then, d2(τ) is considered a random variable with expected value η τ ≡ <d2(τ) > = <d2(t) >, where η τ is the theoretical mean-squared displacement over τ.

To obtain the measured mean squared displacement of any cell, several squared displacements over the cell track should be averaged. Two obvious and commonly used sampling methods, overlapping and nonoverlapping can be used. The total number of samples available from a single track is maximized by averaging squared displacements from overlapping time intervals. However, it is not statistically independent. An alternate method is to average only nonoverlapping intervals. Speed and persistence were calculated by fitting mean square displacement to a persistent walk model. Since the distance travelled in the given time is known, speed was calculated directly and persistence by fitting the model.

Cell clustering

The K-means algorithm is one of the most popular iterative descent clustering methods and is used for clustering features gathered from HCS analysis [3, 27]. It is intended for situations in which all variables are of the quantitative type. Each cluster is defined by a cluster centroid which is the mean of the features of the cluster population. The optimal number of clusters from K means were determined by three different indices; weighted inter to intra cluster ratio (Wint), homogeneity index and separation index. In Wint, squared euclidean distances, normalised for distinct variances of different populations are computed for pairs of cells within and across clusters. By weighting these average distances we restrict outlier cells from influencing the number of populations. Homogeneity index reflects the compactness of the cluster and is the average distance between the cells in the cluster and its respective centroid. Separation index is a measure of between-cluster variance defined by weighted average distance between clusters. Decreasing homogeneity index and increasing separation index suggest better clusters.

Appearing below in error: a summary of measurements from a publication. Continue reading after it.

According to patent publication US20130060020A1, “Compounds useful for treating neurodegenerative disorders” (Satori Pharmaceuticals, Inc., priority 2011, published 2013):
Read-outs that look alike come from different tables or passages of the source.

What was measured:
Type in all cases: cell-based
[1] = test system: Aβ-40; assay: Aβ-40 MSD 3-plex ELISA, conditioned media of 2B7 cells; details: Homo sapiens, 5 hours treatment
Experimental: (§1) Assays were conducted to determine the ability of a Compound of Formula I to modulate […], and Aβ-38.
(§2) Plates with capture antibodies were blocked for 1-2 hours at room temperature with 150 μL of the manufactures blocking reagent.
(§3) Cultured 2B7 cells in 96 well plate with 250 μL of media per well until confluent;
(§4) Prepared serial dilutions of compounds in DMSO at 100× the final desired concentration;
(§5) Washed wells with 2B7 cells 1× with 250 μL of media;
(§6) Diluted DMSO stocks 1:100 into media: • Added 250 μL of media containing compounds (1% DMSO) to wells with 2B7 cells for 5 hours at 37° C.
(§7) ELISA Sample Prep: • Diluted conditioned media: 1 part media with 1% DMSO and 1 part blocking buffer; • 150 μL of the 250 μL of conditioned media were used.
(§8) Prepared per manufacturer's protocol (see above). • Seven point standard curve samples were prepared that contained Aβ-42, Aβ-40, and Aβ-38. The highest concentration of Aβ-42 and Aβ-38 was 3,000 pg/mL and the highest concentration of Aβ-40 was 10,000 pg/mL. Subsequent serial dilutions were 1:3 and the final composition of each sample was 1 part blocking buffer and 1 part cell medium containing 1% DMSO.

Other papers from the meeting have been published as part of BMC Genomics Volume 10 Supplement 3, 2009: Eighth International Conference on Bioinformatics (InCoB2009): Computational Biology, available online at http://​www.​biomedcentral.​com/​1471-2164/​10?​issue=​S3.



We like to thank Dr. Hyung-Do Kim of Massachusetts Institute of Technology, USA, for providing Matlab scripts required for computing kinetic features. This work is supported by Computation and Systems Biology programme of the Singapore-MIT Alliance.

This article has been published as part of BMC Bioinformatics Volume 10 Supplement 15, 2009: Eighth International Conference on Bioinformatics (InCoB2009): Bioinformatics. The full contents of the supplement are available online at http://​www.​biomedcentral.​com/​1471-2105/​10?​issue=​S15.

Authors’ Affiliations

Computation and Systems Biology, Singapore-MIT Alliance, Nanyang Technological University
Bioinformatics Research Centre, Nanyang Technological University
Department of Biological Science, National University of Singapore
Whitehead Institute for Biomedical Research
Sloan School of Management, Massachusetts Institute of Technology